FTC busts gas enhancer for false advertising


The Hydro-Assist Fuel Cell was supposed to turn water into gas! The so-called gas water would be five times more potent than regular gasoline. However, the Federal Trade Commission isn’t buying what the producers of HAFC were selling, and has settled to bring the operation to a halt, with a $2.7M mostly-suspended judgement against the company.

The purveyors of the product were listed by the FTC as Dennis Lee, Dutchman Enterprises LLC, and United Community Services of America Inc., doing business as UCSA Dealers Group LLC.

The FTC listed a number of what it considered to be outrageous claims made about the product – it was said to increase MPG from 35 to 85 for one car, from 33 to 121 for another and was said to be able to double the mileage of an average SUV.

FTC said pseudo-science was a staple of the advertising, which used magazines, the internet and infomercials distributed on the internet to make the company’s claims. In fact, the FTC said many of the claims were either impossible or would actually have an adverse rather than positive affect on MPG.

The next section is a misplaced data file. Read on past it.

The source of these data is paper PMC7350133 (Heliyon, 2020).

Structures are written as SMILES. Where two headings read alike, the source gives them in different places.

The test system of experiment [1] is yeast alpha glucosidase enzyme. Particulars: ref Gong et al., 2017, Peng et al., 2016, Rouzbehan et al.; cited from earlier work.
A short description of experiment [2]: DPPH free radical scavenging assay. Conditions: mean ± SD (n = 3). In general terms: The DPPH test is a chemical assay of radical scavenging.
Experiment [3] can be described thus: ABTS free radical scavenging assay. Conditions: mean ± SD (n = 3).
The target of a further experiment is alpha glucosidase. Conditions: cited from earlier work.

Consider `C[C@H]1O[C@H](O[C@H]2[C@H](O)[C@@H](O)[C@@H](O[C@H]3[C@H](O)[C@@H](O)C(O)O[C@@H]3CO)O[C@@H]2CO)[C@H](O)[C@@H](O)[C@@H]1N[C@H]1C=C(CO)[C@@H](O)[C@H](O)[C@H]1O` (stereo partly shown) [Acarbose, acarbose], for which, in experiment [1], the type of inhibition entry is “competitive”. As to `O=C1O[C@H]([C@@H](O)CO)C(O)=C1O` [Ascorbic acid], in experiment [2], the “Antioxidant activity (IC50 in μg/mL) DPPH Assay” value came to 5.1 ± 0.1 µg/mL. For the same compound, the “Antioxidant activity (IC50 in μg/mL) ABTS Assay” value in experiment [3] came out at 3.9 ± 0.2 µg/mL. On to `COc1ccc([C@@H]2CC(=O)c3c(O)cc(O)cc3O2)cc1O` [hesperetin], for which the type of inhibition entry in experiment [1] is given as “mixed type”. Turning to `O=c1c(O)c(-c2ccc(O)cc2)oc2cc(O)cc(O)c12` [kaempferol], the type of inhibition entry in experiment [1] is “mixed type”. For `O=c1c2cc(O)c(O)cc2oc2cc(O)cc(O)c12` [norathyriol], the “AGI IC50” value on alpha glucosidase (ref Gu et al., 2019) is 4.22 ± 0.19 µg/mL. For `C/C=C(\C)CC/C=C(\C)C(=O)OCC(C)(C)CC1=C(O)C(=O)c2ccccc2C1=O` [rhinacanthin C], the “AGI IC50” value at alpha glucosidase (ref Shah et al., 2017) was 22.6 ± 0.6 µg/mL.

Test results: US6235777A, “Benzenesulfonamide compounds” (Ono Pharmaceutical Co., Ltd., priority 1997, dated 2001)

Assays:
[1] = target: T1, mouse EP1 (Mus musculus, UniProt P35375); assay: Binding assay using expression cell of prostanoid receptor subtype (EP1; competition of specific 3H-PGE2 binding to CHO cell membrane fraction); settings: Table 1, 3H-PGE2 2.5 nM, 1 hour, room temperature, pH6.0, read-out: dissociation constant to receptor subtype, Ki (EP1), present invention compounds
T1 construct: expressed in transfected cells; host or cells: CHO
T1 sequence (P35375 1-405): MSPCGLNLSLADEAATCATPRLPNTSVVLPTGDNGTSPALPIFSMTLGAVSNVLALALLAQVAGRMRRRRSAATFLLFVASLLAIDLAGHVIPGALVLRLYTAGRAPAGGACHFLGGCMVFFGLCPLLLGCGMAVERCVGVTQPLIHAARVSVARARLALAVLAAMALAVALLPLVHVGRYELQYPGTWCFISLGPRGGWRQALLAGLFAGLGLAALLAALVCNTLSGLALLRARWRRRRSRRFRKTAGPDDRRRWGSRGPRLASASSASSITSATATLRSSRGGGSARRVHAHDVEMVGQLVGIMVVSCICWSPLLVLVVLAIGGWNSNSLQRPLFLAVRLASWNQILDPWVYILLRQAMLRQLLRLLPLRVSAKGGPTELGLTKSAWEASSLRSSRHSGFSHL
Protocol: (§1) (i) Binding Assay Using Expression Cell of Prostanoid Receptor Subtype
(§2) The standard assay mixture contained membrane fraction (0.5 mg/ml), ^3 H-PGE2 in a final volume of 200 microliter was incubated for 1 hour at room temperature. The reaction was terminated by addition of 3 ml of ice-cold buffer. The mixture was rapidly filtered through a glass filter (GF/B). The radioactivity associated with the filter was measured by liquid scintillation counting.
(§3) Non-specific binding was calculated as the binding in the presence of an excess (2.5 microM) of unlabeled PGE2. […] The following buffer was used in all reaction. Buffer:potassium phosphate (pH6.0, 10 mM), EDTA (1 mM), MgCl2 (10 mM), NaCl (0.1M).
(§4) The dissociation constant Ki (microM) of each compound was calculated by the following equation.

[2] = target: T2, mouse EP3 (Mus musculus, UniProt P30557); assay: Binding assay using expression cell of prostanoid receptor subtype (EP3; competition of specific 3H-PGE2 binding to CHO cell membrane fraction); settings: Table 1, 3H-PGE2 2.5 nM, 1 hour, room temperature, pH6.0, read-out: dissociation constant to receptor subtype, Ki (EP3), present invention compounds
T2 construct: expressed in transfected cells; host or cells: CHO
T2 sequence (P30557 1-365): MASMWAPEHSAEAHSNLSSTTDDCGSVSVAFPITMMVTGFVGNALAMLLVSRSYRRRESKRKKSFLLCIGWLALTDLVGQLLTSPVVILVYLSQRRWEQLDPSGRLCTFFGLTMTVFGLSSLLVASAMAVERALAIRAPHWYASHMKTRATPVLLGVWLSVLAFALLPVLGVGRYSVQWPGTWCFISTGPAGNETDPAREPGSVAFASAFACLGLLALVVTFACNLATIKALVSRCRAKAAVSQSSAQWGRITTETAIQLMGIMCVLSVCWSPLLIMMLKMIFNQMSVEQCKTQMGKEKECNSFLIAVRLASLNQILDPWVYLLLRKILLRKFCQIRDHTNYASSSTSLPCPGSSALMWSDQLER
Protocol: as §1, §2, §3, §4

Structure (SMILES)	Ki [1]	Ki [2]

The defendants are allowed to sell their products as long as they refrain from making unsubstantiated claims, and they must inform the FTC as to the identities of any customers. “In addition,” noted FTC, “the order imposes a judgment of more than $2.7 million against the defendants, all but $230,356 of which will be suspended when they have surrendered frozen assets. The full judgment will become due immediately if the defendants are found to have misrepresented their financial condition.”

RBR-TVBR observation: As we have noted in the past, the advertiser, not the venue upon which the advertising is place, is liable for FTC action most of the time. However, you will be doing your audience a service if you weed out hucksters and keep them off of your airspace. We are glad that broadcasters had no part in this proceeding.